As the coronavirus pummels the globe, relief organisations say the outbreak is likely to pile onto their difficult work
By Sonia Elks
LONDON, March 16 (Thomson Reuters Foundation) - Aid groups have warned the coronavirus pandemic is causing a squeeze on lifesaving supplies and hampering their ability to help some of the world's most vulnerable people.
Relief organisations said the outbreak was likely to pose an increasing challenge to their work as nations close borders and impose lockdowns.
ROSA SALA, INTERNATIONAL PROGRAM OPERATIONS DIRECTOR, OXFAM:
"We've had some delay and cost increases of essential life-saving equipment as exports tighten from Asia especially.
"Given that our programs are predominately led, managed and staffed by national staff, and because we hold reserves and procure our goods and services locally where possible, we are hoping to minimise disruptions.
"However, we are certainly expecting that our operations will be increasingly affected."
SIMONA FRENCH, SPOKESWOMAN, ISLAMIC RELIEF WORLDWIDE
"We are concerned about our staff being able to deliver programmes safely and having to limit our life-saving work if things get really bad.
"But Islamic Relief works in some of the world's most difficult climates, such as Yemen and Syria, and we are well versed in adapting our operations to protect those most in need.
"Above all, we are concerned about the ability of fragile health systems that will not be able to cope with a large influx of people and do not have adequate containment procedures. This will see aid workers and ordinary people get sick alike."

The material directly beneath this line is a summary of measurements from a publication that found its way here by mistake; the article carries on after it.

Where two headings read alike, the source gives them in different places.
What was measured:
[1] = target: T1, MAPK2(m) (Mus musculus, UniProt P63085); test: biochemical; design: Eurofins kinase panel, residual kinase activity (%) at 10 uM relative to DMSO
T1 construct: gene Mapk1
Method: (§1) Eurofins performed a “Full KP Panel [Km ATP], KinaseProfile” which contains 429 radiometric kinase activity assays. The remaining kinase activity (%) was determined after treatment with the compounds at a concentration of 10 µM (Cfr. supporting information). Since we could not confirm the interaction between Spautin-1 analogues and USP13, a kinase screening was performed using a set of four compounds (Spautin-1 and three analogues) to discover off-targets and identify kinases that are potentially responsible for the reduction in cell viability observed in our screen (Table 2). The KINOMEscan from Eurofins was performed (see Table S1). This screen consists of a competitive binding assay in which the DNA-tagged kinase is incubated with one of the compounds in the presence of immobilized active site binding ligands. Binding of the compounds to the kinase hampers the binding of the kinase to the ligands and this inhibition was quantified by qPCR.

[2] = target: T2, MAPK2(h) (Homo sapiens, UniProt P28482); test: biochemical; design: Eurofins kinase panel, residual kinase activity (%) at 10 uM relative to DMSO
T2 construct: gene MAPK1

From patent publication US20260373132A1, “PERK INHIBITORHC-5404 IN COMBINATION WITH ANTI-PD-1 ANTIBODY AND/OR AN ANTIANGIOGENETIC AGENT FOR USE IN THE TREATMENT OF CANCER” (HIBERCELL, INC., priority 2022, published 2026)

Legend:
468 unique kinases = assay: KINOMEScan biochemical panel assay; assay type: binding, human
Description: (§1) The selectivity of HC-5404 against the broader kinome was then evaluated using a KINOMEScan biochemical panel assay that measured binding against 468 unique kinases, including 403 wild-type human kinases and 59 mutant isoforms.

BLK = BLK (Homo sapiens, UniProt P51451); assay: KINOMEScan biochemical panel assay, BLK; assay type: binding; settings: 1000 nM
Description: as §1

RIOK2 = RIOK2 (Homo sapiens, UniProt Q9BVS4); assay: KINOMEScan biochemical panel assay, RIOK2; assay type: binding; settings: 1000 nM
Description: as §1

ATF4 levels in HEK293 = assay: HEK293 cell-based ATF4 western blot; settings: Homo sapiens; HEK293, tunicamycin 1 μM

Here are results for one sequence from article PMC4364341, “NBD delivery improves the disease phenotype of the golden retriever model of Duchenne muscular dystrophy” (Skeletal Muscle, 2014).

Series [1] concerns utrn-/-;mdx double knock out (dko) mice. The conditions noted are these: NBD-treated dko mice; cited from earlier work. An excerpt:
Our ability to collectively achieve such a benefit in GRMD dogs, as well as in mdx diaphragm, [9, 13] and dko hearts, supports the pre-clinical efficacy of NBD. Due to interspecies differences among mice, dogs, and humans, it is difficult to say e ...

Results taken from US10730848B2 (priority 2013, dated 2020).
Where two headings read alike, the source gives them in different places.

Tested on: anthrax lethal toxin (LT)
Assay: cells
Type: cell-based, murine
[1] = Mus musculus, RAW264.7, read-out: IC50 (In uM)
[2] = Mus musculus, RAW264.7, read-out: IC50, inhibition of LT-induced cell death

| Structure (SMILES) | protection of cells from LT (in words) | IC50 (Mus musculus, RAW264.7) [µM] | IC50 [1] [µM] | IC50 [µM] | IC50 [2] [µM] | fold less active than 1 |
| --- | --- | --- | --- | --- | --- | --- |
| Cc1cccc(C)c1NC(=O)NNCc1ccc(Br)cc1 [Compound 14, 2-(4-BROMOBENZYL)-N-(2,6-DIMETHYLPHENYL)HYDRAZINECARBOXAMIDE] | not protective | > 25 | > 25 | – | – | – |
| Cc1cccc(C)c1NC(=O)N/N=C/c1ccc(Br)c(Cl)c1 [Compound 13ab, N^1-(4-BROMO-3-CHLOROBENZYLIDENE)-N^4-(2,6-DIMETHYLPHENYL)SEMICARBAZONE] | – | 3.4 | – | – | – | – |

CHRISTOPHER TIDEY, SPOKESMAN, UNICEF
"Travel restrictions could pose a challenge and we are seeing that already with recent announcements - things like that could present certain logistical issues in terms of movement of staff, or if we are trying to surge people with different specialisations in and out of different emergency contexts."
"If this goes on, and depending on how supply chains and manufacturing are affected, there could be implications for essential medicines and commodities for children. It's a concern and something we will be monitoring very closely."
ERICA VAN DEREN, SENIOR PROGRAM MANAGER, WORLD VISION
"Some of the places where we work have some form of government restrictions on movement. We anticipate other governments will take similar steps in the days to come."
"As the spread continues, the normal daily operations that World Vision does working closely with communities, gathering children and families to support them, will not be able to continue and will significantly impact our work."
JANE HOWARD, SPOKESWOMAN, WORLD FOOD PROGRAMME
"So far, WFP hasn't experienced any direct impact on its supply chain. The situation is however evolving very fast and WFP recognizes the need to be prepared for further deterioration of the situation.
"The greatest challenge would be a major disruption of supply chains through border closures. WHO continues to advocate for no restrictions to travel and trade, however, countries will act based on their own risk assessments and some supply chains may be affected."
JULIET PARKER, OPERATIONS DIRECTOR, ACTION AGAINST HUNGER UK
"Undoubtedly the outbreak will have an impact on the work we undertake, but it is too early to say what the scale of that impact might be."
"One immediate impact we are experiencing is on our ability to move staff. Not only could this be an issue in relation to responding to COVID-19, but it calls into question how effectively the sector could respond to other emergencies.
"If there were a major natural disaster in the coming months, it is possible that travel restrictions may impede any international effort." (Reporting by Sonia Elks @soniaelks; Editing by Claire Cozens. Please credit the Thomson Reuters Foundation, the charitable arm of Thomson Reuters, that covers the lives of people around the world who struggle to live freely or fairly. Visit http://news.trust.org)
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